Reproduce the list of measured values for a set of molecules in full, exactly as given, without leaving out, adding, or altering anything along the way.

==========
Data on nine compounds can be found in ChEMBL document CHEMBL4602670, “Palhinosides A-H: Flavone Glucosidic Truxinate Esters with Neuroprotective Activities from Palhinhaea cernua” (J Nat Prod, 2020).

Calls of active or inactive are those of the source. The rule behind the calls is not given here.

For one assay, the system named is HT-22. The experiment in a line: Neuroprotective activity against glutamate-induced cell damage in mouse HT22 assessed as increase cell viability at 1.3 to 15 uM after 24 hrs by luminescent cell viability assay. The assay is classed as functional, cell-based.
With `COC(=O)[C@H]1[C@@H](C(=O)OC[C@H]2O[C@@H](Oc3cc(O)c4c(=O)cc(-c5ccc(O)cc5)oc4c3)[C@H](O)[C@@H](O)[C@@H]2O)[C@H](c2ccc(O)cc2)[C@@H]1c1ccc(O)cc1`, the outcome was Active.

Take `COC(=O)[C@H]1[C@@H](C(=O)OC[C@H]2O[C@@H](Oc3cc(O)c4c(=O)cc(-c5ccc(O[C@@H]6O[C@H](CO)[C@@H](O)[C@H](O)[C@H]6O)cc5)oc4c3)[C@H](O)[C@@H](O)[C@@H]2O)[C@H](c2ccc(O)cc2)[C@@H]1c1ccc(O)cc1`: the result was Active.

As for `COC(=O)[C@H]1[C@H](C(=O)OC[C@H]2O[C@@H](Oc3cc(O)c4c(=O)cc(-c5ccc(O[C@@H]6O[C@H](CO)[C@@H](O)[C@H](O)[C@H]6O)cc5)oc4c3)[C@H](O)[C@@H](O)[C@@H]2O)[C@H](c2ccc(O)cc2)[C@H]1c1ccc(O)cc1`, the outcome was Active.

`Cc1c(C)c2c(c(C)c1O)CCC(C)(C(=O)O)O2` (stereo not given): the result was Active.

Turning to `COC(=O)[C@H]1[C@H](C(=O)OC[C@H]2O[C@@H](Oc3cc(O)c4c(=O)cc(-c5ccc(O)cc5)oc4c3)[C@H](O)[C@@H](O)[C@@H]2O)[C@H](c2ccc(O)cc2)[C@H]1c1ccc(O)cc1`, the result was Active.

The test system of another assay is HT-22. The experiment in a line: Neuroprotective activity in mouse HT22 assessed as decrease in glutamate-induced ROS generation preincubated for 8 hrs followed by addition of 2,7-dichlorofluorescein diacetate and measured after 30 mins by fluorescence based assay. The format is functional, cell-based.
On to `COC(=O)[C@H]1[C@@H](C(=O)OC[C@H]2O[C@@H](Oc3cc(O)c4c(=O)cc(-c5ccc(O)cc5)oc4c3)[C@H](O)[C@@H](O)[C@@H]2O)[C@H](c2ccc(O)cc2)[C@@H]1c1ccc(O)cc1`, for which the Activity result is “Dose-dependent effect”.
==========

Data on nine compounds can be found in ChEMBL document CHEMBL4602670, “Palhinosides A-H: Flavone Glucosidic Truxinate Esters with Neuroprotective Activities from Palhinhaea cernua” (J Nat Prod, 2020).

Calls of active or inactive are those of the source. The rule behind the calls is not given here.

For one assay, the system named is HT-22. The experiment in a line: Neuroprotective activity against glutamate-induced cell damage in mouse HT22 assessed as increase cell viability at 1.3 to 15 uM after 24 hrs by luminescent cell viability assay. The assay is classed as functional, cell-based.
With `COC(=O)[C@H]1[C@@H](C(=O)OC[C@H]2O[C@@H](Oc3cc(O)c4c(=O)cc(-c5ccc(O)cc5)oc4c3)[C@H](O)[C@@H](O)[C@@H]2O)[C@H](c2ccc(O)cc2)[C@@H]1c1ccc(O)cc1`, the outcome was Active.

Take `COC(=O)[C@H]1[C@@H](C(=O)OC[C@H]2O[C@@H](Oc3cc(O)c4c(=O)cc(-c5ccc(O[C@@H]6O[C@H](CO)[C@@H](O)[C@H](O)[C@H]6O)cc5)oc4c3)[C@H](O)[C@@H](O)[C@@H]2O)[C@H](c2ccc(O)cc2)[C@@H]1c1ccc(O)cc1`: the result was Active.

As for `COC(=O)[C@H]1[C@H](C(=O)OC[C@H]2O[C@@H](Oc3cc(O)c4c(=O)cc(-c5ccc(O[C@@H]6O[C@H](CO)[C@@H](O)[C@H](O)[C@H]6O)cc5)oc4c3)[C@H](O)[C@@H](O)[C@@H]2O)[C@H](c2ccc(O)cc2)[C@H]1c1ccc(O)cc1`, the outcome was Active.

`Cc1c(C)c2c(c(C)c1O)CCC(C)(C(=O)O)O2` (stereo not given): the result was Active.

Turning to `COC(=O)[C@H]1[C@H](C(=O)OC[C@H]2O[C@@H](Oc3cc(O)c4c(=O)cc(-c5ccc(O)cc5)oc4c3)[C@H](O)[C@@H](O)[C@@H]2O)[C@H](c2ccc(O)cc2)[C@H]1c1ccc(O)cc1`, the result was Active.

The test system of another assay is HT-22. The experiment in a line: Neuroprotective activity in mouse HT22 assessed as decrease in glutamate-induced ROS generation preincubated for 8 hrs followed by addition of 2,7-dichlorofluorescein diacetate and measured after 30 mins by fluorescence based assay. The format is functional, cell-based.
On to `COC(=O)[C@H]1[C@@H](C(=O)OC[C@H]2O[C@@H](Oc3cc(O)c4c(=O)cc(-c5ccc(O)cc5)oc4c3)[C@H](O)[C@@H](O)[C@@H]2O)[C@H](c2ccc(O)cc2)[C@@H]1c1ccc(O)cc1`, for which the Activity result is “Dose-dependent effect”.